Here is a question to the blog clinic from Sean who is a landlord.
I am a landlord, I have rented out a flat for the past 8 years. I was very fortunate to have a corporate tenant for 7 of those years with an impeccable record.
I live a long distance from the property so I used a local agent to re-let it, I was delighted when they informed me that the flat was left in excellent condition, and even more so when they found a new tenant within a matter of days.
However, it turned out too good to be true…
I was surprised to receive a phone call from the letting agents advising me that the washing machine had broken down. “Washing machine, what washing machine?” I replied.
The flat was let unfurnished and the only appliance I was aware of was an oven so I asked the agent for a copy of the inventory.
It turns out that the corporate tenant had left behind the washing machine and also a fridge-freezer, kettle and games console but the agent had not informed me.
I have now discovered that all these appliances are faulty and were probably left behind for this reason. The tenants have now asked for fridge-freezer to be replaced too.
I have told the letting agents that the appliances should not be there and asked them to tell the tenants they are responsible for replacing them. The tenants have refused and have contacted Trading Standards so I am left with no option other than to replace them myself.
If my interpretation of agency law is correct, I sincerely believe the agent should pay for the new appliances because they were given a copy of the inventory from 2005 and should have noticed the appliances were not included. Am I right?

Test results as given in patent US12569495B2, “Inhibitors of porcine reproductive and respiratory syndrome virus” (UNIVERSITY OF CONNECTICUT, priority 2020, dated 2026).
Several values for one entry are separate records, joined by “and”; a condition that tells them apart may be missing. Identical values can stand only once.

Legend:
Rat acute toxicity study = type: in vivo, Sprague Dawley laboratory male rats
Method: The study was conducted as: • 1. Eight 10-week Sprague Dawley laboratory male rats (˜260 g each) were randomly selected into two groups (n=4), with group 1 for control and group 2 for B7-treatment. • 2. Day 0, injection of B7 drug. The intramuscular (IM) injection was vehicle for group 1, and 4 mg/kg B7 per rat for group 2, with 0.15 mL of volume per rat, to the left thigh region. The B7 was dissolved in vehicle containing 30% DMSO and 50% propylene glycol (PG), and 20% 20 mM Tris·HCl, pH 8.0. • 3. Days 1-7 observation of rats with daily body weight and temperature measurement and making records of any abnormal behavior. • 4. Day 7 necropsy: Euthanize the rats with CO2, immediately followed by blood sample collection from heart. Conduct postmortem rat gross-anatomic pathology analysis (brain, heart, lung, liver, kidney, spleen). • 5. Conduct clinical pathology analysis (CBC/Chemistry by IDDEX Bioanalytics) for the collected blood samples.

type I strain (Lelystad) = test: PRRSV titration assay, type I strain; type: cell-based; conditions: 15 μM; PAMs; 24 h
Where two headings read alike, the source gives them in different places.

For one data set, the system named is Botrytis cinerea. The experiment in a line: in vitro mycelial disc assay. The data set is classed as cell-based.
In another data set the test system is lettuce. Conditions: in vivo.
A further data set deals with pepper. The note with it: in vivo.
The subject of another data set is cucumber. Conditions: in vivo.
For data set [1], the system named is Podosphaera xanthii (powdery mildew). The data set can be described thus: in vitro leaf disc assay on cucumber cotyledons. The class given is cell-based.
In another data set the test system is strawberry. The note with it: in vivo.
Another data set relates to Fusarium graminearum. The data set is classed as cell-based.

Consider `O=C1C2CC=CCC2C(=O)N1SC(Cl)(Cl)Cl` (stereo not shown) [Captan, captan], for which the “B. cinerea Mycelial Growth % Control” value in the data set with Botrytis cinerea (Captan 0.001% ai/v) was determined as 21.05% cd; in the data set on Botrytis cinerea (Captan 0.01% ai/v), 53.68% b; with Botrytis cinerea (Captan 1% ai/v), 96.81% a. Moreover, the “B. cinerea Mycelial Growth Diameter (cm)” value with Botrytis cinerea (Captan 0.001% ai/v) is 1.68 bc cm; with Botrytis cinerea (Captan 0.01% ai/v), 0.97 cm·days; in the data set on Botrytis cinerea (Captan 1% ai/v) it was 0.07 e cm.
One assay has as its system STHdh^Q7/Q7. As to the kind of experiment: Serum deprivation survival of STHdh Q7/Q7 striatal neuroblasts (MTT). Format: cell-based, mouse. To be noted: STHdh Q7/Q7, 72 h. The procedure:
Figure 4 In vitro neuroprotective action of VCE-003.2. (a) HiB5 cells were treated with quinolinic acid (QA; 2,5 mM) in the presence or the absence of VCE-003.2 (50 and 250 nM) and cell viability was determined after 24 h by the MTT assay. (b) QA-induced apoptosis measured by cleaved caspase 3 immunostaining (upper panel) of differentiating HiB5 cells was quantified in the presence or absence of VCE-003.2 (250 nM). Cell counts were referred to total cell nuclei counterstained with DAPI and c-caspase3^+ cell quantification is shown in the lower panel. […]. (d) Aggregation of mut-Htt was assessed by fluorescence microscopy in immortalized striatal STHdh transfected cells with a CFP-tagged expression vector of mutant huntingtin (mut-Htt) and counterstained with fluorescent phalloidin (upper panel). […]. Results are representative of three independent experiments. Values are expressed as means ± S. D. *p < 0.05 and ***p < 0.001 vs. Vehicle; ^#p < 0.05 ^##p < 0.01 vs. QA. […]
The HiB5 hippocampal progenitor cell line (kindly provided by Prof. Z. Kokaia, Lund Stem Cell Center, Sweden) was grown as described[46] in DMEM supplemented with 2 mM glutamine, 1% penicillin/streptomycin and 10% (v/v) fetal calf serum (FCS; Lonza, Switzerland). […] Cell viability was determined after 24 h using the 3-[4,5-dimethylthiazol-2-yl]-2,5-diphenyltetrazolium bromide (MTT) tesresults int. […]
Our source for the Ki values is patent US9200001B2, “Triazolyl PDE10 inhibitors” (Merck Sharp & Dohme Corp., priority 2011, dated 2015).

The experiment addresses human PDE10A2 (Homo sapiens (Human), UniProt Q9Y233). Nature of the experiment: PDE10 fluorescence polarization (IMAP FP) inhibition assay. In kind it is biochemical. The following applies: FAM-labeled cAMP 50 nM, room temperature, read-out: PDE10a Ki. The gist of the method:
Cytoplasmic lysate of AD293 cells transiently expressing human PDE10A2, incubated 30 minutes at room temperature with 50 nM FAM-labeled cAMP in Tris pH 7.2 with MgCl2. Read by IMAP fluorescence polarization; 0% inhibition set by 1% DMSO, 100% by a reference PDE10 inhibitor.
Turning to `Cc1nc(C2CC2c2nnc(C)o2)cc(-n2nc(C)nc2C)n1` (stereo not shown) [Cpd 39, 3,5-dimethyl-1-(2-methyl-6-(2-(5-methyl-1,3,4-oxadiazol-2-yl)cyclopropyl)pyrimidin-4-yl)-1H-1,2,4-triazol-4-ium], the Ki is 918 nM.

If your property was rented out with defective appliances then you are responsible for repairing or replacing them.
As you say – the question is, are your letting agents liable for letting you in for this expense by failing to notice the appliances left behind so this issue could be dealt with?
Always with agent issues, the first thing to do is to take a look at your agency agreement and see what they were tasked to do for you.
However I agree that their service seems to be less than satisfactory here:
1. If they dealt with the checkin and checkout for you, as you say they should have noticed that there were additional items left behind
2. It is arguable that they should then have contacted the outgoing tenant and asked for the items to be removed, and in default of this, charged them with the cost of removal and disposal. Which, depending on the terms of the tenancy agreement, is probably something which could have been deducted from the deposit.
3. Further – as your managing agents, it was up to them to ensure that the property was re-let in good condition and that the property and its contents were compliant with all relevant legislation. They must know that you cannot do this yourself and that you are relying on them.
So having failed to do this, you are now faced with the cost of replacing the appliances left behind which were never intended by you to be a part of the letting in the first place.
Under contract law where a party is in breach of contract, the measure of damages is to put the other party in the position they would have been in had the contract been performed as it should.
So in this case, the property should have been let without those defective items in situ – so it is arguable that your letting agents are liable for compensating you for the extra expense you have been put to in purchasing new ones (as well as any costs of removal).
Subject to the terms of your actual agreement with the agents, which I have not seen.
The only problem that occurs to me is that you are very dependent on these agents as you are so far from the property. Making a claim against them may well sour the relationship permanently.
So you may want to consider visiting the area and lining up another agency to take over in the event that this happens.